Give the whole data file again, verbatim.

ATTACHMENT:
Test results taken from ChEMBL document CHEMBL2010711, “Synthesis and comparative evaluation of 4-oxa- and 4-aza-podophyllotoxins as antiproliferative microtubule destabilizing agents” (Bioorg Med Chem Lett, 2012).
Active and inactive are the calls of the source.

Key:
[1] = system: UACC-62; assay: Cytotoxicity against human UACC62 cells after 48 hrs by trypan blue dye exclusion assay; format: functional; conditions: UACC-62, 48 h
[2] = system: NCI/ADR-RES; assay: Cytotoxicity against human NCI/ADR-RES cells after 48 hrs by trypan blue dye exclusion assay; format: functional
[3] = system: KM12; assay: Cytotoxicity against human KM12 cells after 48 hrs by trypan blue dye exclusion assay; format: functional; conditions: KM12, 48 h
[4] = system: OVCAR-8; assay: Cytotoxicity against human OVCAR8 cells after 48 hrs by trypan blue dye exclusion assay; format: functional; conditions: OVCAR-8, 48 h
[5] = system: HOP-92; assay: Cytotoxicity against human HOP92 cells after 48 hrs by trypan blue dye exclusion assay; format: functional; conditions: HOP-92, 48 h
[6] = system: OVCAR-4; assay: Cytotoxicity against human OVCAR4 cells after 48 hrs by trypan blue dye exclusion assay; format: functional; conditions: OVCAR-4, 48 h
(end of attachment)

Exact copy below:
Test results taken from ChEMBL document CHEMBL2010711, “Synthesis and comparative evaluation of 4-oxa- and 4-aza-podophyllotoxins as antiproliferative microtubule destabilizing agents” (Bioorg Med Chem Lett, 2012).
Active and inactive are the calls of the source.

Key:
[1] = system: UACC-62; assay: Cytotoxicity against human UACC62 cells after 48 hrs by trypan blue dye exclusion assay; format: functional; conditions: UACC-62, 48 h
[2] = system: NCI/ADR-RES; assay: Cytotoxicity against human NCI/ADR-RES cells after 48 hrs by trypan blue dye exclusion assay; format: functional
[3] = system: KM12; assay: Cytotoxicity against human KM12 cells after 48 hrs by trypan blue dye exclusion assay; format: functional; conditions: KM12, 48 h
[4] = system: OVCAR-8; assay: Cytotoxicity against human OVCAR8 cells after 48 hrs by trypan blue dye exclusion assay; format: functional; conditions: OVCAR-8, 48 h
[5] = system: HOP-92; assay: Cytotoxicity against human HOP92 cells after 48 hrs by trypan blue dye exclusion assay; format: functional; conditions: HOP-92, 48 h
[6] = system: OVCAR-4; assay: Cytotoxicity against human OVCAR4 cells after 48 hrs by trypan blue dye exclusion assay; format: functional; conditions: OVCAR-4, 48 h